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Starting semester off snowy: U. community reacts to class cancellations due to weather

Students, experts and a University spokesperson provide input on the snowfall that occurred in the first week of the semester and caused classes to be cancelled or moved to an online format.  – Photo by

The recent snowfall in New Jersey that occurred during the third week of January impacted University operations and students, including classes and extracurricular activities.

The inclement weather conditions led to Rutgers classes adopting an online format for two days in the first week of the semester, according to a University-wide email alert.

Students spoke to The Daily Targum about their experiences with the University's response to the weather conditions and shared their reactions to the changing climate. 

Jay Shah, a School of Arts and Sciences junior, said that he did not feel negatively affected when some of his classes had been moved online because he found the University's reaction to be effective.

Himani Patel, a School of Arts and Sciences senior, said she supported the University's decision to cancel or move classes online. She said that many students would have had difficulty getting to class and was glad that the University took the initiative to prioritize student safety.

"For the safety of the students, they did well ... (Students could) join classes from their house instead of having to drive or even walk on the icy roads," Patel said. "I think that was a good thing from the school's end."

Shah said he could see the tangible effects of climate change and that he is concerned about its effects on New Jersey as temperatures consistently rise in colder months.

He said he does not know what actions Rutgers could take to actively combat climate change but hopes it will do more to raise awareness in the student body.

"For example, it's January right now, and it's 60 degrees out," Shah said. "I really think at the rate that we're going right now, New Jersey is on its way to becoming the next Florida. That's how hot I think it will get here pretty soon."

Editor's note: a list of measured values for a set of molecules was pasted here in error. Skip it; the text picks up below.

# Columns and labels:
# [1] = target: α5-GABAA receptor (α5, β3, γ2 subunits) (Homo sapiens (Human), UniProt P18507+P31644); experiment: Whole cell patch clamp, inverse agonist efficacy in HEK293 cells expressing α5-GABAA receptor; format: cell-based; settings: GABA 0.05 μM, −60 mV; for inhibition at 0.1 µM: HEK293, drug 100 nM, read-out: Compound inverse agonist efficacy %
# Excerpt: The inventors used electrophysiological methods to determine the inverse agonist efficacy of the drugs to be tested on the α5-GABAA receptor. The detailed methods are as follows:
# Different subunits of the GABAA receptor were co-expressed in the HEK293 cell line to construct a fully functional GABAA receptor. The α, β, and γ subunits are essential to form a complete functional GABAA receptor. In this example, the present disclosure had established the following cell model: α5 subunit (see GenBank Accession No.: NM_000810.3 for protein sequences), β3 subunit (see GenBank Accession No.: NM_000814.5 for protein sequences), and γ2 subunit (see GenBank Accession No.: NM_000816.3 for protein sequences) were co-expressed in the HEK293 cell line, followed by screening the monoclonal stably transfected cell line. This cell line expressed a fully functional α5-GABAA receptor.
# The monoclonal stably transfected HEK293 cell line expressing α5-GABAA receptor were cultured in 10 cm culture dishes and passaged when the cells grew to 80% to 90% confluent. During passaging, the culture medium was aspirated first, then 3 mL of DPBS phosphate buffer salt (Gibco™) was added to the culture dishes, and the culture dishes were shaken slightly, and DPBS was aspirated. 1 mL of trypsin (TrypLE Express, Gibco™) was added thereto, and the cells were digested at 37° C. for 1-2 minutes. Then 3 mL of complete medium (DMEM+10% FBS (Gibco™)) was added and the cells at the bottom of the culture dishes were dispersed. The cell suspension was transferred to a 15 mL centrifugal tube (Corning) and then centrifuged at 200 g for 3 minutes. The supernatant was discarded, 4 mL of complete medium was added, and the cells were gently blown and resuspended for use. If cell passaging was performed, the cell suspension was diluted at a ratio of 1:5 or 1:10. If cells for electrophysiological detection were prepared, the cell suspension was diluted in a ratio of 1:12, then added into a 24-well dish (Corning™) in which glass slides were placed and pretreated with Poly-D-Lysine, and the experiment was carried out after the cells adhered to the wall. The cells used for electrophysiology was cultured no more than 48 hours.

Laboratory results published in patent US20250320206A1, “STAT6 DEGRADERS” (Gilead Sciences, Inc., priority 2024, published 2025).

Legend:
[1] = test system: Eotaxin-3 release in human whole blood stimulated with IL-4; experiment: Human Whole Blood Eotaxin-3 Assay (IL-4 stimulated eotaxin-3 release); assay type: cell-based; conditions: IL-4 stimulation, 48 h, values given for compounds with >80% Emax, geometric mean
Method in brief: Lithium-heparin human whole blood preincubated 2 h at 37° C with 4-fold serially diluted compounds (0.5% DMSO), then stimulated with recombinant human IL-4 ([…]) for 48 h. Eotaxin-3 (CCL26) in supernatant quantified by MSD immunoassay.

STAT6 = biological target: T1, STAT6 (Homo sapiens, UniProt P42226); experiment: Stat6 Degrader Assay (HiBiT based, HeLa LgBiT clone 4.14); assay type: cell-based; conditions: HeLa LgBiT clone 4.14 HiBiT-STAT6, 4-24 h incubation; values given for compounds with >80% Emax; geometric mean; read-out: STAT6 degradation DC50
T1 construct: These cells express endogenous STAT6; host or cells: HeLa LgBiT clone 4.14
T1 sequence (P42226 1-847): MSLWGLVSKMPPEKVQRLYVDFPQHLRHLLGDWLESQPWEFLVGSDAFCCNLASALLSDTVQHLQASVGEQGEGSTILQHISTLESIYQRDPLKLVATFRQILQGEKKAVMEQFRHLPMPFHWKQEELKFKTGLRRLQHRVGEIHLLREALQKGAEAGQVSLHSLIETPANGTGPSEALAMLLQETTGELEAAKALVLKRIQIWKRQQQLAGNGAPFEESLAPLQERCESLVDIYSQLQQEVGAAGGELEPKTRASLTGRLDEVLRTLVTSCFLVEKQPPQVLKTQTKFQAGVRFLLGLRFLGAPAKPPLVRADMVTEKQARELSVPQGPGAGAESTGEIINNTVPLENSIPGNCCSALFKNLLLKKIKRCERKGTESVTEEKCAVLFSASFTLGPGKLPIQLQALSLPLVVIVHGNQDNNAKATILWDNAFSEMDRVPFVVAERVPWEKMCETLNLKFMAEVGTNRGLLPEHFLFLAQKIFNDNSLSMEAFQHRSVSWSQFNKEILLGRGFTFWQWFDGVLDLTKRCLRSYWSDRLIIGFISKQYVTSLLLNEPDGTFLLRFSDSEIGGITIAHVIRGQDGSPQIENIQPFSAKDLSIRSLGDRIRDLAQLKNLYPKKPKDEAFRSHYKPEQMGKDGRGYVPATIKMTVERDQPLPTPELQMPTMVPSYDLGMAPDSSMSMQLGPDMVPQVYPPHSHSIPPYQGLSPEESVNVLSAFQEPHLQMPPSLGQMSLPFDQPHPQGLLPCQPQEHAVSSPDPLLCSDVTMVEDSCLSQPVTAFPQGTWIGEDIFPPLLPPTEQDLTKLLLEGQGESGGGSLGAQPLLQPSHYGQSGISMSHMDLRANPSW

Patel said she noticed more students getting ill and believes this is correlated with the changing climate. She said the University can take action in combating climate change by fixing the bus system and trying to eliminate the pollution that is emitted by the buses.

A University spokesperson said that the recent snowfall led to University operations transitioning to remote learning and work, both asynchronous and synchronous. Moving online instead of entirely canceling classes is a new development in University operations since the COVID-19 pandemic.

University operations are determined by the Rutgers Office of Emergency Management, which decides the University's opening status and is responsible for advising the University on current snowfall, the spokesperson said.

"Rutgers Office of Emergency Management follows weather forecasts closely and provides detailed information on impending storms and adverse weather to University leaders," the spokesperson said. "As weather events develop, the University's chief operating officer, Antonio Calcado, recommends changes as needed to the University's operating status to the president and chancellors."

James Shope, an assistant extension specialist of climate services in the Department of Environmental Sciences, said that while this year's snowfall was not out of the ordinary, it has been lower than in previous years.

He said there are many variables that come into play when considering snowfall averages, including climate change.

"If we look at temperatures, our winters have generally become milder in recent years ... Similarly, summers have been getting hotter," Shope said. "This translates into more extreme heat days and potential heatwaves. One thing to note: The weather from year to year can vary, so when we talk of increasing temperatures or the number of very hot days, we need to think of it as an 'on average' assessment."

Shope said the weather patterns caused by climate change will likely continue for the next one or two decades. Increased temperatures during summer and winter can exacerbate health issues and impact plant growth, he said.

In the case of other inclement weather conditions, Rutgers community members will be notified of any changes in operating status through text notifications, University-wide email messages and social media, according to the University spokesperson.

Editor's note: A previous version of this article stated classes began in the second week. Classes began in the third week.

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